By Jim Schutze
By Rachel Watts
By Lauren Drewes Daniels
By Anna Merlan
By Lee Escobedo
The New York-based academic journal Lingua Franca analyzed Amacher's short, bitter administration at UTA, calling it a "step-by-step guide to failure."
The story of Amacher's short, expensive ride to glory at UTA has become a morality tale for academics. Of course, the Observer long ago reported extensively on Amacher's attempts at raising UTA's profile by spending copious amounts of money on athletics, splendid offices, globe-trotting, dazzling parties, and pompous graduation ceremonies. Let's just say Amacher's wild kegger ended with open faculty and student revolt and an audit that found the beleaguered president needed to be held back in Leadership 101.
But how many eggheads read the Observer?
Now they can see a somewhat more boring version in Lingua Franca, which brings some tasty new Amacher anecdotes to light and made a sobering point that won't be lost on enrollment-poor UTA: "After three strife-filled years, an uncertain campus has found itself back where it started."
The last time we looked in on those wayfarers at the Dallas Citizens Council, they were touring a Texas state prison in Huntsville--which they found very scary. (Buzz Reader's Aid: The Citizens Council is a group of rich North Dallasites who are under the fairly accurate impression they call the shots in the city.)
This time we learned from the group's newsletter that the North Dallas elite took a safari to South Dallas.
"The Fair Park South Dallas area, or Sunny South Dallas as it is affectionately known, has a rich history and culture and many assets," the newsletter reads. You might remember this as the part of town that Mavs founder Donald Carter affectionately referred to recently as an area that "might not be considered a desirable location" for a sports arena.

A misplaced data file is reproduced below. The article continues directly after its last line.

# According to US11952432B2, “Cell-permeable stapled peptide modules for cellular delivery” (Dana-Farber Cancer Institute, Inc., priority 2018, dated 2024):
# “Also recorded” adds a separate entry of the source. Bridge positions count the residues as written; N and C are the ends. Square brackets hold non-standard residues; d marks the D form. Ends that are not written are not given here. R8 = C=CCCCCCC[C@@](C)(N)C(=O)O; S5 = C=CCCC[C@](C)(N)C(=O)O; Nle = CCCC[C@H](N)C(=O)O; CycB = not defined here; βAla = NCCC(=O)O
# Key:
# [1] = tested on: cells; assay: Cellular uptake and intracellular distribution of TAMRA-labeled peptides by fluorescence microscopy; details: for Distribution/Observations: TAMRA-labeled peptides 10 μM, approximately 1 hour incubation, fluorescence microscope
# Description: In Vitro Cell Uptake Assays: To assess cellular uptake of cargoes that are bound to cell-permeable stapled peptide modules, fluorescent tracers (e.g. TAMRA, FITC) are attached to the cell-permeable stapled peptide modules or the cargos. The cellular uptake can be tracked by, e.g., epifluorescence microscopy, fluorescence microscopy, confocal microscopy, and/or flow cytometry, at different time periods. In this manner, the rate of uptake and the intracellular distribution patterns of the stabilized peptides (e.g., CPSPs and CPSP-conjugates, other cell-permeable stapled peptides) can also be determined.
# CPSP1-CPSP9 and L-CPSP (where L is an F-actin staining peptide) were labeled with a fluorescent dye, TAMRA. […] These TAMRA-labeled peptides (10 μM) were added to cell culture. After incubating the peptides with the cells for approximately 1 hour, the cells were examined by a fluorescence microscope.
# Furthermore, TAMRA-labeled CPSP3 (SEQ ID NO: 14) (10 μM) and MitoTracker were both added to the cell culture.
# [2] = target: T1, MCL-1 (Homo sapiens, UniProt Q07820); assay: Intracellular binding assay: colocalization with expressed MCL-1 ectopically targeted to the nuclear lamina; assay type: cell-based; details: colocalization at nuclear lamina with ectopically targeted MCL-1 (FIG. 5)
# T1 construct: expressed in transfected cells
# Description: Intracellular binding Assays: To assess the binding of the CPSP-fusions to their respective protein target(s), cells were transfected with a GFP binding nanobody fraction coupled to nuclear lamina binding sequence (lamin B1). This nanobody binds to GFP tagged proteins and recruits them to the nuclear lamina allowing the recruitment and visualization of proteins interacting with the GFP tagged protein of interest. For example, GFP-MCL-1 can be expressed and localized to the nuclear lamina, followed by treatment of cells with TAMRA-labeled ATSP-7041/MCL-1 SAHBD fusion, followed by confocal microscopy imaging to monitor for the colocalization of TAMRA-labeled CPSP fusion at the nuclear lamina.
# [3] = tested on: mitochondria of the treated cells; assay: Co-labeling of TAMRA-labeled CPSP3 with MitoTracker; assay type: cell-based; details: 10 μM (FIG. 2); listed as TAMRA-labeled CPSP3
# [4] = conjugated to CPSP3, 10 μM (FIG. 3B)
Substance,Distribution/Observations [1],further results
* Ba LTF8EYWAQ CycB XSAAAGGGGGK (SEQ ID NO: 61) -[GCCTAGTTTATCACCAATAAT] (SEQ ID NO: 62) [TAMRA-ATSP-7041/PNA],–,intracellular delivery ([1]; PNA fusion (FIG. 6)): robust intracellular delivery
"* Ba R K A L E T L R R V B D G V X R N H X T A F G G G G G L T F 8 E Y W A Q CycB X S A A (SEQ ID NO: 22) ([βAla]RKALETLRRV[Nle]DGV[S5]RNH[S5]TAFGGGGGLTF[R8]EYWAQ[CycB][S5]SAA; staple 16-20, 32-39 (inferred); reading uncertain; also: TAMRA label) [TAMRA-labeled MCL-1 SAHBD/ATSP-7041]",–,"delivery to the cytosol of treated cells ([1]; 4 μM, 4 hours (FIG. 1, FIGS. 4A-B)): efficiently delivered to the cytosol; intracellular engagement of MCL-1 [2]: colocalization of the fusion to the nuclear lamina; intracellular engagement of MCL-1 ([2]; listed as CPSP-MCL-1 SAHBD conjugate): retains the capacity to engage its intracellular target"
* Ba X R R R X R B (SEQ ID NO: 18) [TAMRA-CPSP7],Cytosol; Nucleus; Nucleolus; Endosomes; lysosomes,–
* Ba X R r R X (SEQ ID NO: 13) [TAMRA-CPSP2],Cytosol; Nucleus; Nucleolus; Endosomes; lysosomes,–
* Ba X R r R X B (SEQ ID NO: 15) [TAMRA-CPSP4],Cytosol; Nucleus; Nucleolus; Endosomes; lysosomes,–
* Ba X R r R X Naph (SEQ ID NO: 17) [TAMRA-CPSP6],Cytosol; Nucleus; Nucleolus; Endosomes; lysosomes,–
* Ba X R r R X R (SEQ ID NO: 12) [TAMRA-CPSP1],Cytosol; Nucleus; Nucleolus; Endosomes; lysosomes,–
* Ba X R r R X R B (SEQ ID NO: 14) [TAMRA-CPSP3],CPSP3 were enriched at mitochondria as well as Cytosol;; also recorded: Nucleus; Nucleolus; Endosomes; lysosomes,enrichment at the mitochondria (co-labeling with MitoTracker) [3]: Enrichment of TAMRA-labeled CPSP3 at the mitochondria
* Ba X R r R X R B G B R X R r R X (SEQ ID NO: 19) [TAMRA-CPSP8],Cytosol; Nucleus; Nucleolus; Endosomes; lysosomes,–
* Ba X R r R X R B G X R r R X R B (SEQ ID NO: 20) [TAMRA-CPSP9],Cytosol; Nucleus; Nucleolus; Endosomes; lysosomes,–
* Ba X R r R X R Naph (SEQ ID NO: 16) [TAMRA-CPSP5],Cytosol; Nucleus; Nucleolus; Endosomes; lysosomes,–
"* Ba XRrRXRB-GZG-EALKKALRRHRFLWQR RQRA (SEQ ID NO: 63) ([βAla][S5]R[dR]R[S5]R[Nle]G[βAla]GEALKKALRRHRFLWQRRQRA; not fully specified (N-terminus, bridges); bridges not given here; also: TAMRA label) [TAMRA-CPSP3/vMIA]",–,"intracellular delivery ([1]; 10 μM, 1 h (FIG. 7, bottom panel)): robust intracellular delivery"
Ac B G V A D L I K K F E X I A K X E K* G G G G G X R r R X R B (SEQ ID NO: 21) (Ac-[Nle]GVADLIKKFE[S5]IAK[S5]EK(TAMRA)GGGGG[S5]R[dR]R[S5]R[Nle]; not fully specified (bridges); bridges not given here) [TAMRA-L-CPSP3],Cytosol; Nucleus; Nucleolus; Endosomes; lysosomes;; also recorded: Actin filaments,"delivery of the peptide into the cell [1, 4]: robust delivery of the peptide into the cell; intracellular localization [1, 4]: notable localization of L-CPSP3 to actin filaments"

Buzz wonders if the council members wore those tasteful Abercrombie & Fitch safari jackets on the trip southward.
Mixmaster or Cuisinart?
What is the mojo on I-30 in Dallas anyway? In a span of two days, we've had accidents causing the loss of thousands of lives. OK, they were chicken and goat lives, but still Buzz is compelled to ask, what's the deal?
Consider: April 27, an 18-wheeler hauling 600 goats jackknifes, killing 350. "It was like slow motion," the driver told the The Dallas Morning News.
Consider: April 28, a truck carrying 7,800 of Bo Pilgrim's prime chickens rolls, shortening the lives of 4,000 fryers--which were already headed for a processing plant--by several hours.
Coincidence? Has the Bermuda Triangle migrated north, or is this an animal-rights plot gone awry?
The best one state trooper could offer the Morning News was, "We are still investigating why it happened."
Obviously another coverup in a city notorious for them.